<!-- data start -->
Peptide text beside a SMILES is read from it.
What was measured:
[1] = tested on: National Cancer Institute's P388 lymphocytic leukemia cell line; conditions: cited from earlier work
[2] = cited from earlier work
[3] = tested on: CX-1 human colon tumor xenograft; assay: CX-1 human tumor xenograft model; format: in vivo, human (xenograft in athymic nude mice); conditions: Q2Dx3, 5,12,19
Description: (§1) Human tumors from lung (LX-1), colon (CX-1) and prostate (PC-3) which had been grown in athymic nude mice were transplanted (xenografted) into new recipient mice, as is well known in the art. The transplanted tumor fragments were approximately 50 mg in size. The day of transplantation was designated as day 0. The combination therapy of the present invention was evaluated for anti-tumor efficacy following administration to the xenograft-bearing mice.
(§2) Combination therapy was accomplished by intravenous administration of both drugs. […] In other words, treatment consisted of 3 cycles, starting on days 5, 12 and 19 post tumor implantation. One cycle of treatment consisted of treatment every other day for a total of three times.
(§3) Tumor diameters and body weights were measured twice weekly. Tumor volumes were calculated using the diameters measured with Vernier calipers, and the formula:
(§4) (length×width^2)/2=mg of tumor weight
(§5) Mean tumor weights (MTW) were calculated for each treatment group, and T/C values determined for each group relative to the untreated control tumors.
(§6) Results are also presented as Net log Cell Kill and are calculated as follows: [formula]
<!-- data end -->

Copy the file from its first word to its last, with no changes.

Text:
Peptide text beside a SMILES is read from it.
What was measured:
[1] = tested on: National Cancer Institute's P388 lymphocytic leukemia cell line; conditions: cited from earlier work
[2] = cited from earlier work
[3] = tested on: CX-1 human colon tumor xenograft; assay: CX-1 human tumor xenograft model; format: in vivo, human (xenograft in athymic nude mice); conditions: Q2Dx3, 5,12,19
Description: (§1) Human tumors from lung (LX-1), colon (CX-1) and prostate (PC-3) which had been grown in athymic nude mice were transplanted (xenografted) into new recipient mice, as is well known in the art. The transplanted tumor fragments were approximately 50 mg in size. The day of transplantation was designated as day 0. The combination therapy of the present invention was evaluated for anti-tumor efficacy following administration to the xenograft-bearing mice.
(§2) Combination therapy was accomplished by intravenous administration of both drugs. […] In other words, treatment consisted of 3 cycles, starting on days 5, 12 and 19 post tumor implantation. One cycle of treatment consisted of treatment every other day for a total of three times.
(§3) Tumor diameters and body weights were measured twice weekly. Tumor volumes were calculated using the diameters measured with Vernier calipers, and the formula:
(§4) (length×width^2)/2=mg of tumor weight
(§5) Mean tumor weights (MTW) were calculated for each treatment group, and T/C values determined for each group relative to the untreated control tumors.
(§6) Results are also presented as Net log Cell Kill and are calculated as follows: [formula]